Human Rights Watch has published a list of Uyghur detainees in Xinjiang’s Aksu prefecture linking their arbitrary imprisonment to the Integrated Joint Operations Platform (IJOP). The IJOP is a “predictive policing” data...
Mar 11, 2020
Following widespread reports of forced labor by Uyghurs in Xinjiang and other parts of China, a bipartisan group of U.S. lawmakers submitted a bill to restrict imports from Xinjiang. Austin Ramzy of The New York Times reports:...
Jun 27, 2019
Nike has stopped selling a line of limited-edition sneakers in China after its designer’s...
Apr 23, 2014
Jonathan Kaiman at The Guardian reports that the ongoing Yue Yuen Industrial (Holdings)...
Jul 14, 2011
Greenpeace has released the results of an investigation into water pollution by Chinese textile plants, and is pressuring Western brands such as Nike and Adidas to push for change. From The Guardian: In their one-year...
May 12, 2009
An investigation by RFA found that underage Uighur workers are being employed by the Taiwanese-owned Longfa Shoe Factory, which supplies shoes for Nike: While the legal working age in China is 16, Nike’s code of conduct states...
Aug 31, 2008
From the Shanghaiist blog: China’s biggest sports apparel brand had the biggest marketing coup of the games—its founder, Li Ning, carrying the Olympic flame on a three-minute slow-motion run to the top of the Bird’s...
Aug 24, 2008
On the Newsweek blog, Jonathan Ansfield interviews the editor of the Chinese edition of Sports Illustrated about superstar hurdler Liu Xiang’s withdrawal from the Olympics and the skepticism among some that he dropped out...
Mar 9, 2008
From Financial Times : Workers at Nike ’s contract factories in China do not enjoy the same protection as their peers elsewhere because of “gaps” in the country’s labour laws, the global footwear giant has said in a report. “We...
Aug 21, 2007
From AP via Business Report: Nike has won lawsuits against two Chinese shoemakers and the local operations of a French supermarket chain over alleged illegal copying of its Air Jordan logo, a court official said Tuesday. The Shanghai No. 2 Intermediate Court awarded Nike Inc., the world’s largest sports apparel company, a total of 350 […]
Jun 17, 2006
From China Daily: Nike did not plagiarize a Chinese designer’s “matchman” character in an advertisement, the Beijing High People’s Court ruled on Thursday. The final judgement on Zhu Zhiqiang‘s claim overturned a decision made by the Beijing No 1 Intermediate People’s Court in December 2004. “Nike is delighted by the favourable final verdict. This was […]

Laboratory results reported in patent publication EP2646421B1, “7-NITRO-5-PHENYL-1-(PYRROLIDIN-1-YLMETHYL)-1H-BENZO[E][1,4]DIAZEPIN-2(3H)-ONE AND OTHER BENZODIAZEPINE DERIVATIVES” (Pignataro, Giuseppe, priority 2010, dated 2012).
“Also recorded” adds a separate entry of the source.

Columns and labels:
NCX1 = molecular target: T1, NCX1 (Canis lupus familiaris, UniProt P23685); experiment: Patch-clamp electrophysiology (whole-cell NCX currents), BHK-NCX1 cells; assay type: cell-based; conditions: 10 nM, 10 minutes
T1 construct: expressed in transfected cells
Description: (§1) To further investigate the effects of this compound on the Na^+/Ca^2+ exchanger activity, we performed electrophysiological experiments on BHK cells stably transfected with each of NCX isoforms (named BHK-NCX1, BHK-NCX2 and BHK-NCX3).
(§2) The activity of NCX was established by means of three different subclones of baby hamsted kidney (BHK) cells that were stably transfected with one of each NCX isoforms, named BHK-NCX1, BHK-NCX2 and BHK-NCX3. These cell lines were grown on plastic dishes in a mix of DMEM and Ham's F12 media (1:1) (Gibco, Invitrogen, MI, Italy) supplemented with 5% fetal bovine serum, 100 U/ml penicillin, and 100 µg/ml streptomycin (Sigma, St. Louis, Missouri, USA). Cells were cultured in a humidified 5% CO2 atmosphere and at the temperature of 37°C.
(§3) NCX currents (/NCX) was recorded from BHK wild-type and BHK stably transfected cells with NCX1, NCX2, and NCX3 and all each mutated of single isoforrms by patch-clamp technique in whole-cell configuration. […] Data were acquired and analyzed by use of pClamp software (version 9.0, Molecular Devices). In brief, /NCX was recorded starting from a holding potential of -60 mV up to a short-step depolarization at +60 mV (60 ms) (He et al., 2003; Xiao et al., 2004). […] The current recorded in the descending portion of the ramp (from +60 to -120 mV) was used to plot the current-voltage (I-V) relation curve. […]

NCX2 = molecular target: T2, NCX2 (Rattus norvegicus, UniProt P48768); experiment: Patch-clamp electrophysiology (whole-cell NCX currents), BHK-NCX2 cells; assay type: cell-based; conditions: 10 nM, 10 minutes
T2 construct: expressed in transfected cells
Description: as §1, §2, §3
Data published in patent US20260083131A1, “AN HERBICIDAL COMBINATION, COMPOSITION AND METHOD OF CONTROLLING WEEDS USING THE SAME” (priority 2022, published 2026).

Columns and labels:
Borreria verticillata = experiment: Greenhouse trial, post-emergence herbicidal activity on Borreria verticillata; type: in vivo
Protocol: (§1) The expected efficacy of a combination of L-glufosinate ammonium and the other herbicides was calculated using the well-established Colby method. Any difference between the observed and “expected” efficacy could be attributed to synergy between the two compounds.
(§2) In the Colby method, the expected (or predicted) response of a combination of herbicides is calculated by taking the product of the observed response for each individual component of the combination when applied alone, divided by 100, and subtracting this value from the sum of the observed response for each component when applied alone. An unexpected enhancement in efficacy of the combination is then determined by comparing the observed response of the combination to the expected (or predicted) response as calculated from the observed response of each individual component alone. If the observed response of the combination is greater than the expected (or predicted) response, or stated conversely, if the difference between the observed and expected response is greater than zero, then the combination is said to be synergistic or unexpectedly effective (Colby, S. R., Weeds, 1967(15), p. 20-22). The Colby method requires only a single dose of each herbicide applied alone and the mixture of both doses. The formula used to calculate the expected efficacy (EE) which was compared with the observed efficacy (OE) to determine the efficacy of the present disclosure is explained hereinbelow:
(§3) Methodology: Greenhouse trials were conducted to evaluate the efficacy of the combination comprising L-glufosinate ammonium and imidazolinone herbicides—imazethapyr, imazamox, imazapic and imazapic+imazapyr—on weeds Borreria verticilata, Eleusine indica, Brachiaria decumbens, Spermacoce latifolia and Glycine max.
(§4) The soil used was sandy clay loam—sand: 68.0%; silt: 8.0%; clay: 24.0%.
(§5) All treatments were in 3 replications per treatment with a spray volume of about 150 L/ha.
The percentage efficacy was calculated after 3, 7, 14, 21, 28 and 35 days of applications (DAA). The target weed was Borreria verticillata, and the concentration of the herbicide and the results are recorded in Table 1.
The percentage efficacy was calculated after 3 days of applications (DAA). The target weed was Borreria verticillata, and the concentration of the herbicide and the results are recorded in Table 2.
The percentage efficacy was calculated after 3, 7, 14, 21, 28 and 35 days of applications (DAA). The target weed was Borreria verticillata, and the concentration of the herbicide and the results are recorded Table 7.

Sep 21, 2005
From the second installment of the Good Morning America series “Made in China: Your Job, Your Future, Your Fortune“: The Nike plant in the Guangdong province is by no means a sweatshop. Overtime is limited to a 48-hour workweek, the company brings in a ton of rice a day to feed everyone, and the facilities […]
Dec 29, 2004
Via Yahoo! News, from Reuters: “Infamous for pirating everything from watches to software — and Nike shoes — China doesn’t usually level copycat charges. But a Beijing court has ordered Nike to pay damages to a Chinese cartoonist who said his stick figure was copied in the footwear giant’s ads, local media reported on Thursday.”
Dec 6, 2004
From the Associated Press, via Washington Post: “China banned a Nike television commercial showing LeBron James battling a cartoon kung fu master, saying the ad insults national dignity. The commercial, titled ‘Chamber of Fear,’ was broadcast on local Chinese stations and on state television’s national sports channel before being pulled last month. It shows James, […]
Oct 20, 2004
From Time Magazine: “The China market is finally for real. To the country’s new consumers, Western products mean one thing: status. ” “Americans have dreamed of penetrating the elusive China market since traders began peddling opium to Chinese addicts in exchange for tea and spices in the 19th century. War and communism conspired to keep […]
Jul 16, 2004
A Chinese cartoonist, Zhu Zhiqiang, is suing Nike over the use of a figure that he says resembles his Little Match Man, which he drew in several Flash works. The full story is here. To see Zhu’s (aka Xiaoxiao) very entertaining work, see this page. The Nike Stickman ad can be viewed here.
CDT in the News
- NPHR – Chinese authorities remain committed to ‘zero COVID’ lockdown policy
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- Rest of World – In China, fleeting “cyber protests” leave behind fragile memories
- The Diplomat – China’s Censors Aim to Contain Dissent During Harsh COVID-19 Lockdowns
- The Washington Post – China shuts down talk of covid hardship; users strike back